The results of the Australian survey for marriage equality have been tallied, with respondents voting overwhelmingly in support of same-sex marriage.
The voluntary poll is non-binding but Prime Minister Malcolm Turnbull immediately said he would fulfill a pledge to put a proposal to parliament to pass laws on marriage equality by the end of the year.
It was one way to get around the funding issue, as the survey was run by the Australian Bureau of Statistics, removing the need for parliamentary approval.
Nearly 80 percent of the Australian population participated in the voluntary postal survey, which asked, "Should the law be changed to allow same-sex couples to marry?"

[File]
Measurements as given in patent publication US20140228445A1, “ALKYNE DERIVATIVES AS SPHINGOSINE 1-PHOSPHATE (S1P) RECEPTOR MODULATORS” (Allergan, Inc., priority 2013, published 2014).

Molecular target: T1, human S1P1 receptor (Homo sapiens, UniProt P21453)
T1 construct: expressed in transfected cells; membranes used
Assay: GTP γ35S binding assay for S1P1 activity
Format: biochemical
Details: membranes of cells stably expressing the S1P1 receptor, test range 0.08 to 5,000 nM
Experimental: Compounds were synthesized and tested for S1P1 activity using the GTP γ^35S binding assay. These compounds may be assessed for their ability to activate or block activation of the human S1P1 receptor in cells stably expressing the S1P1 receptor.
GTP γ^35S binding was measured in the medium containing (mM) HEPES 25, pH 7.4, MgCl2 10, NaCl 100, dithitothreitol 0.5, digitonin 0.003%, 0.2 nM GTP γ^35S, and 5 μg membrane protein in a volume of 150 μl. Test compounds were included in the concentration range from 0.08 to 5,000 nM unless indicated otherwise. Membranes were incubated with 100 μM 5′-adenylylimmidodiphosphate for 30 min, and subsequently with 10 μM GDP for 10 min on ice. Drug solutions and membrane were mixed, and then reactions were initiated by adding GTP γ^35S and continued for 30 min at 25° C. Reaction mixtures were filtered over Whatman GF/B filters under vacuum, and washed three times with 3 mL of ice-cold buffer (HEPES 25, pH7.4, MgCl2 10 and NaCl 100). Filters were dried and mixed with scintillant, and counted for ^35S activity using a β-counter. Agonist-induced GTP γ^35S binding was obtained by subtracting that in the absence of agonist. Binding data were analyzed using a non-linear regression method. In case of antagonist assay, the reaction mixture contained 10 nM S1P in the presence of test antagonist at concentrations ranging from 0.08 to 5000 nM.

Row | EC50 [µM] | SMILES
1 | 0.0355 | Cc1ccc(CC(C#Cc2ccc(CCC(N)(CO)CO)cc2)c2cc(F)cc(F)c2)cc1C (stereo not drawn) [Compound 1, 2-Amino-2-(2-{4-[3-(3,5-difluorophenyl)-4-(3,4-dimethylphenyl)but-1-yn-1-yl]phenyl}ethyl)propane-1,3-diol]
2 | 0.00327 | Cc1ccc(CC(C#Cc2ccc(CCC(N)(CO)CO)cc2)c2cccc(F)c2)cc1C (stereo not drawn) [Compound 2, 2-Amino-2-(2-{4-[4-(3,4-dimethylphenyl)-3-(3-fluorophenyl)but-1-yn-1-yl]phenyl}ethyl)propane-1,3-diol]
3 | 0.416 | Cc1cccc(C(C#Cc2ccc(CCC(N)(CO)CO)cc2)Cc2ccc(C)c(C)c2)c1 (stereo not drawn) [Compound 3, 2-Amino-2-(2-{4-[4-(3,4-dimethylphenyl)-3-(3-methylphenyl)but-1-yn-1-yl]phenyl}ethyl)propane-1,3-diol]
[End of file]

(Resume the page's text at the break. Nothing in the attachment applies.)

But, several politicians have previously said they would vote against a change in the law regardless of public opinion.
"They voted "yes" for fairness, they voted "yes" for commitment, they voted "yes" for love".
Same-sex marriage has been banned in Australia since 2004 when the Howard government changed the Marriage Act to define marriage as between a man and a woman.
Liberal Senator Dean Smith has said he will introduce a bill to parliament this week to legalize same-sex marriage.
In a speech after the result Equality Campaign spokesman, Alex Greenwich, said: "Today love has had a landslide victory".
Australia had about 46,800 same-sex couples in 2016, a 39 percent increase since 2011, government figures show. Turnbull has vowed that the latter bill won't see the light of day, although some conservatives in the parliament have signaled that they will push for it, including the former prime minister and most prominent "no" camp leader, Tony Abbott.
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